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Waking up is hard to do, but it's easier with NPR's Morning Edition. Hosts Renée Montagne and Steve Inskeep bring the day's stories and news to radio listeners on the go. Morning Edition provides news in context, airs thoughtful ideas and commentary, and reviews important new music, books, and events in the arts. All with voices and sounds that invite listeners to experience the stories. The range of coverage includes reports on the Supreme Court from Nina Totenberg; education from Claudio Sanchez; health coverage from Joanne Silberner; and the latest on national security from Tom Gjelten. Steve and Renee interview newsmakers: from politicians, to academics, to filmmakers. In-depth stories explore topics like "digital generations" about the effect of technology on the way we live; special series delve into the intersection of science and art, and find untold stories of the country's Hidden Kitchens.

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Is there a song that has stuck with you for years?  Maybe a tune your parents sang to you as a child, the notes imprinted on your mind and became a part of your being.  As the Something Wild team shared the melodies imparted to us, the conversation turned (as it often does) to birds.  Is our musical learning similar to that of our avian neighbors?

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It's MORNING EDITION from NPR News. Good morning. I'm Steve Inskeep.

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It's MORNING EDITION from NPR News. I'm Steve Inskeep.

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And I'm David Greene. Salman Khan is one of the biggest movie stars in India. He played a police officer in a series of blockbuster action movies called "Dabangg."

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Lawmakers in the New Hampshire House will consider a bill Wednesday that would ban the sale and possession of synthetic drugs.

The issue came to the forefront last year when Gov. Maggie Hassan declared a state of emergency.

That was in response to a spate of nearly two dozen nonfatal overdoses in Manchester from people using a brand of spice, or synthetic marijuana.

New Hampshire House of Representatives

  Deep in the state archives, a document of historical significance was recently discovered many thought had been lost forever.

The large, framed document, or broadside, is a commemoration of the centennial of the United States.

It’s dated July 4, 1876, and is signed by president Ulysses S. Grant, the Supreme Court justices, and all members of the U.S. House and Senate at the time.

The document is set to be unveiled at a ceremony in Representatives Hall at the Statehouse Wednesday morning.

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The Kansas City Royals almost won the World Series last year. Really, they were the underdog darlings of baseball.

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This next story will test the ability of the British to keep calm and carry on.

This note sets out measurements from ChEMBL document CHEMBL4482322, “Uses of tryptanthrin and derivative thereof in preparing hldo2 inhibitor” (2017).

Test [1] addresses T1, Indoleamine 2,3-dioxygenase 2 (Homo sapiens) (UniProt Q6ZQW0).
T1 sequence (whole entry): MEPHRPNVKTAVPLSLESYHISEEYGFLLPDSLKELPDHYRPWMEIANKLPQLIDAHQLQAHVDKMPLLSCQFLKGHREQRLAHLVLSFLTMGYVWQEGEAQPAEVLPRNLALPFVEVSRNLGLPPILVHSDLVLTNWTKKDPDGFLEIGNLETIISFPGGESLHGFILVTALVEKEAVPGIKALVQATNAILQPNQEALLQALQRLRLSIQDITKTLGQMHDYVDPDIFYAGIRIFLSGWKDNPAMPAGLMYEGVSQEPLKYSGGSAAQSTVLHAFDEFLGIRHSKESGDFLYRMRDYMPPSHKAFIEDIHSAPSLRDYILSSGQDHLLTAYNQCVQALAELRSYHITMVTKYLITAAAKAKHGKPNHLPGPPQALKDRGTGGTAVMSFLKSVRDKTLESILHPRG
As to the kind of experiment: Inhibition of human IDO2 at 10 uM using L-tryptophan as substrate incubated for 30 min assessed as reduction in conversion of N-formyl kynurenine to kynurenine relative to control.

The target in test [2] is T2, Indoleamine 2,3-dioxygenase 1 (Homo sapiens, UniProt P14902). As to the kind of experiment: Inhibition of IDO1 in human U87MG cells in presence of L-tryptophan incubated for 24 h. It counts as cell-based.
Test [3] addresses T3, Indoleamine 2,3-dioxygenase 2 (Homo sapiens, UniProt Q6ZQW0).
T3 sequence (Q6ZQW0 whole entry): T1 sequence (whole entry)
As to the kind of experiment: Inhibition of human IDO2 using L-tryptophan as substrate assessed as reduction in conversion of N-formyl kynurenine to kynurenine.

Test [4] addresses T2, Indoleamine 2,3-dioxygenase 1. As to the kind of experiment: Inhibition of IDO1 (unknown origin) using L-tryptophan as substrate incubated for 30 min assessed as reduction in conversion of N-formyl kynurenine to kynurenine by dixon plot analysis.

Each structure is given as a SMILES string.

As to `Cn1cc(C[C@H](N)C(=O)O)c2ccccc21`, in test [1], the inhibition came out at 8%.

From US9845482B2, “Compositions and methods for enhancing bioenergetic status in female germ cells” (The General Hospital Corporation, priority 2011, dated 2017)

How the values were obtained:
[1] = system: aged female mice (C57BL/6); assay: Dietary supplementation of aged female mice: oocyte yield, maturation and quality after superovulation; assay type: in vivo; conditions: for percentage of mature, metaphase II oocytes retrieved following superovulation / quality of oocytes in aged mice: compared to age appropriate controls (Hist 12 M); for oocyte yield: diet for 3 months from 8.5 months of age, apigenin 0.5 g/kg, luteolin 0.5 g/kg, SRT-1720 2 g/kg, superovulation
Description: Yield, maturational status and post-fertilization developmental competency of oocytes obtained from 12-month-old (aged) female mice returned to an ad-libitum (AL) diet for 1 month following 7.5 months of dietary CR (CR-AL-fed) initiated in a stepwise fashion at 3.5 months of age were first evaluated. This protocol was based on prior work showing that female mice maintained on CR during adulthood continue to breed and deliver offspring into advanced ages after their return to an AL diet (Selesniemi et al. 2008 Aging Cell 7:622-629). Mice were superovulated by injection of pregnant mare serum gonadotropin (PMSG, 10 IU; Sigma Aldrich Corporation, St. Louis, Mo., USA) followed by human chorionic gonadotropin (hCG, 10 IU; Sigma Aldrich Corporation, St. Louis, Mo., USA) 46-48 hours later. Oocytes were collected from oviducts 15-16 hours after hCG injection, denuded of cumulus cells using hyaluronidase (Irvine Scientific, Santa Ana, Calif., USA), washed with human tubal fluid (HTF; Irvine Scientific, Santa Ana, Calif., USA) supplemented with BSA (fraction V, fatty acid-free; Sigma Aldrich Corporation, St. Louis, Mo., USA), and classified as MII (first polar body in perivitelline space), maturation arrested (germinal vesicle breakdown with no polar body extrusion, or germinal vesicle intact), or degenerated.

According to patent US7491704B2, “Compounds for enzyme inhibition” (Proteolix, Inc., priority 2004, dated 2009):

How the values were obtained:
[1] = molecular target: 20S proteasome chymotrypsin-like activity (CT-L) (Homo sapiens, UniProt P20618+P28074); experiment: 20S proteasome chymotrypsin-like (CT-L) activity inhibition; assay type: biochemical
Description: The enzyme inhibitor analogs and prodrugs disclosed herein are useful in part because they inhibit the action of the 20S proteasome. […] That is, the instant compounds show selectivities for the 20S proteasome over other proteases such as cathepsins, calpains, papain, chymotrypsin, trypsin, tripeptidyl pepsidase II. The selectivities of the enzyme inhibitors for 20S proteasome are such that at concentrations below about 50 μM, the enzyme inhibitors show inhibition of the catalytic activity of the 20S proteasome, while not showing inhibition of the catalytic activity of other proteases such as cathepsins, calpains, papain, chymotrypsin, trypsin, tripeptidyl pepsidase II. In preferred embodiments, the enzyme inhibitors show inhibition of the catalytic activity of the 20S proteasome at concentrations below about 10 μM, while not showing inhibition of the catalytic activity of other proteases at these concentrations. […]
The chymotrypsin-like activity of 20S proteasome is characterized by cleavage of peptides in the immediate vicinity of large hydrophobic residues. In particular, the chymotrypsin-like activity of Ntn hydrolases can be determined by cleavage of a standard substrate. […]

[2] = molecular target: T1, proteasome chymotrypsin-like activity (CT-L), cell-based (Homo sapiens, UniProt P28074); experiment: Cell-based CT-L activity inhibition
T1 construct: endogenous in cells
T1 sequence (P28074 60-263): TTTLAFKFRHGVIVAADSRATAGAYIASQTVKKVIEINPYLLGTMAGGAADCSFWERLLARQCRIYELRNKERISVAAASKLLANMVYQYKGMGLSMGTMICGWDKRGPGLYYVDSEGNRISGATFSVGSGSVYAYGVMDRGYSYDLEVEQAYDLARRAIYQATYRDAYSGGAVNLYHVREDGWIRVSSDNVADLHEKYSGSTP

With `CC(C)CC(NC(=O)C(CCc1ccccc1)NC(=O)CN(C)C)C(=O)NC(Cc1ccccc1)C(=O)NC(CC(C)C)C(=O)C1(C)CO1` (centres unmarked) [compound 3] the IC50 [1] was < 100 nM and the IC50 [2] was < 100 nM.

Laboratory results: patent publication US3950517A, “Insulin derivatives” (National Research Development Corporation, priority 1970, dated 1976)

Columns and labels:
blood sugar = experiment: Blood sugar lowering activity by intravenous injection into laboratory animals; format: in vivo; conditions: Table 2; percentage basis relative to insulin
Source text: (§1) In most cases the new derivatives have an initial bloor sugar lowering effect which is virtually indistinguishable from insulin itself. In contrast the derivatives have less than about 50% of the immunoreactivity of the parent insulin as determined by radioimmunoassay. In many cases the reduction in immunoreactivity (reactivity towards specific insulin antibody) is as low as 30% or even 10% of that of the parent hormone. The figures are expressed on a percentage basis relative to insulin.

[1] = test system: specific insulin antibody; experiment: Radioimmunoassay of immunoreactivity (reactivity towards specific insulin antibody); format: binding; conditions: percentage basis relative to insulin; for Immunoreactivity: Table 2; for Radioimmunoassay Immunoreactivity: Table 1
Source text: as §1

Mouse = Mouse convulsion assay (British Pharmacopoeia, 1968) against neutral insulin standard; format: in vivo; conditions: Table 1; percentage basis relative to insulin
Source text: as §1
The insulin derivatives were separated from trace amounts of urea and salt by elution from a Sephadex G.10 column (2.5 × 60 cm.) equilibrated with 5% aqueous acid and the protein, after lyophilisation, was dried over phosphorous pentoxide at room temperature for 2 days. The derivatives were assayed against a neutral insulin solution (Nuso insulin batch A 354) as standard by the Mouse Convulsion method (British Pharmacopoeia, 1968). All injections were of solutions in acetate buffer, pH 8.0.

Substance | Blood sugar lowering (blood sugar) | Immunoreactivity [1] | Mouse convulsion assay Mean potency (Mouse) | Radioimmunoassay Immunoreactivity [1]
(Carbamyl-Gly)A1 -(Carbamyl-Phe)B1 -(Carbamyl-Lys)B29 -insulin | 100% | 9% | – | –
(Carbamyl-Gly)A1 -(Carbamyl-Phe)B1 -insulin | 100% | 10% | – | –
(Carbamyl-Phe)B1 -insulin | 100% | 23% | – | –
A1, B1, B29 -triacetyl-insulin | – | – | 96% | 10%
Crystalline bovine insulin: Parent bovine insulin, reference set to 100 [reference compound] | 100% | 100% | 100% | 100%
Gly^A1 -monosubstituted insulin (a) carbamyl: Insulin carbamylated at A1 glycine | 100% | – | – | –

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London is the home of a new work of art. It is part of a competition.

INSKEEP: It's outdoors.

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This next story will test the ability of the British to keep calm and carry on.

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London is the home of a new work of art. It is part of a competition.

INSKEEP: It's outdoors.

What happened to Tesfai Kidane?

The Eritrean migrant came to a tragic end in Libya at the hands of the Islamic State, but his family isn't sure what path he took to get there or exactly where he was headed. At a time when unstable states are creating floods of refugees in the Middle East and North Africa, Kidane's tale is just one of many filled with random twists and turns and unexpected outcomes.

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Parents worry about a child getting a concussion in the heat of competition, but they also need to be thinking about what happens during practices, a study finds.

High school and college football players are more likely to suffer a concussion during practices than in a game, according a study published May 4 in JAMA Pediatrics. Here are the numbers:

  • In youth games, 54 percent of concussions happened during games.
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When Franco Rabuffi's phone rang, the caller said it was Pope Francis. Mr. Rabuffi hung up the phone. It turns out that it was actually Pope Francis — which Rabuffi realized only on the caller's third try. The pope makes a habit of calling those who are suffering, and he invited Rabuffi and his wife for a meeting.

If you ran down the list of ailments that most commonly kill Americans, chances are you wouldn't think to name sepsis. But this condition, sometimes called blood poisoning, is in fact one of the most common causes of death in the hospital, killing more people than breast cancer and prostate cancer combined.

Jennifer Rodgers learned about sepsis the way many people do — through personal experience.

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